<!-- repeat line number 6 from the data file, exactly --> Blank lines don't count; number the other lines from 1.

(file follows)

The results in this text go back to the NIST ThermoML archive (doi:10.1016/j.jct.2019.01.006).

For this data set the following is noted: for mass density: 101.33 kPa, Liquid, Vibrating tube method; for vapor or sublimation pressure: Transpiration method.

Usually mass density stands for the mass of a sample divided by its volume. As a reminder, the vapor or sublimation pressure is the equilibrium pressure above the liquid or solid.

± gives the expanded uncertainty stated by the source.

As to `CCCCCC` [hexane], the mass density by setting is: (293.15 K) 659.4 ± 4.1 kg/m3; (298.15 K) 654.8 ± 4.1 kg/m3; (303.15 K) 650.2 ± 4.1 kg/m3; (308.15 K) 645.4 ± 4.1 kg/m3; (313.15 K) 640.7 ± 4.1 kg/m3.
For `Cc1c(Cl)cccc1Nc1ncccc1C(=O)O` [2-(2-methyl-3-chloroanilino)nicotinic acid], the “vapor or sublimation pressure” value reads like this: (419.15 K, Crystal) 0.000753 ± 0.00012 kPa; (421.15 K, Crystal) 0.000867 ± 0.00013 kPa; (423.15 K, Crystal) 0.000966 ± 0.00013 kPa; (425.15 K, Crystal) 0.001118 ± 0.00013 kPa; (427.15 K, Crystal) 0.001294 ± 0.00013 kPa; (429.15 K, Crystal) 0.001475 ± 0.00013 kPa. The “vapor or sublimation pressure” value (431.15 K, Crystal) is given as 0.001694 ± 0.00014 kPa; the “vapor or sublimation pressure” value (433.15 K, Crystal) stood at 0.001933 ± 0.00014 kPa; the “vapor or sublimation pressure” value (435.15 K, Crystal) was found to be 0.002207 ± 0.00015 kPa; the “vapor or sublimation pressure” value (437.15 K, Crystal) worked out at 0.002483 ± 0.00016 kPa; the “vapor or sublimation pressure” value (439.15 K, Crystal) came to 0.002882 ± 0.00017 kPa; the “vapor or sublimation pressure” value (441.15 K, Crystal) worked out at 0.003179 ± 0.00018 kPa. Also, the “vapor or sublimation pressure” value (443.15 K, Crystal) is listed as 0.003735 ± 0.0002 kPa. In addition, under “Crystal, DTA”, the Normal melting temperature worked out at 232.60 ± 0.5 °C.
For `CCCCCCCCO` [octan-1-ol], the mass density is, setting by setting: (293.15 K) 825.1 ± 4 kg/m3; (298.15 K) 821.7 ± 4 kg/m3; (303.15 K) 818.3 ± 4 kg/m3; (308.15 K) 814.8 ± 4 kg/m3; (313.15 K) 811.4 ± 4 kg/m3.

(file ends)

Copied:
For `Cc1c(Cl)cccc1Nc1ncccc1C(=O)O` [2-(2-methyl-3-chloroanilino)nicotinic acid], the “vapor or sublimation pressure” value reads like this: (419.15 K, Crystal) 0.000753 ± 0.00012 kPa; (421.15 K, Crystal) 0.000867 ± 0.00013 kPa; (423.15 K, Crystal) 0.000966 ± 0.00013 kPa; (425.15 K, Crystal) 0.001118 ± 0.00013 kPa; (427.15 K, Crystal) 0.001294 ± 0.00013 kPa; (429.15 K, Crystal) 0.001475 ± 0.00013 kPa. The “vapor or sublimation pressure” value (431.15 K, Crystal) is given as 0.001694 ± 0.00014 kPa; the “vapor or sublimation pressure” value (433.15 K, Crystal) stood at 0.001933 ± 0.00014 kPa; the “vapor or sublimation pressure” value (435.15 K, Crystal) was found to be 0.002207 ± 0.00015 kPa; the “vapor or sublimation pressure” value (437.15 K, Crystal) worked out at 0.002483 ± 0.00016 kPa; the “vapor or sublimation pressure” value (439.15 K, Crystal) came to 0.002882 ± 0.00017 kPa; the “vapor or sublimation pressure” value (441.15 K, Crystal) worked out at 0.003179 ± 0.00018 kPa. Also, the “vapor or sublimation pressure” value (443.15 K, Crystal) is listed as 0.003735 ± 0.0002 kPa. In addition, under “Crystal, DTA”, the Normal melting temperature worked out at 232.60 ± 0.5 °C.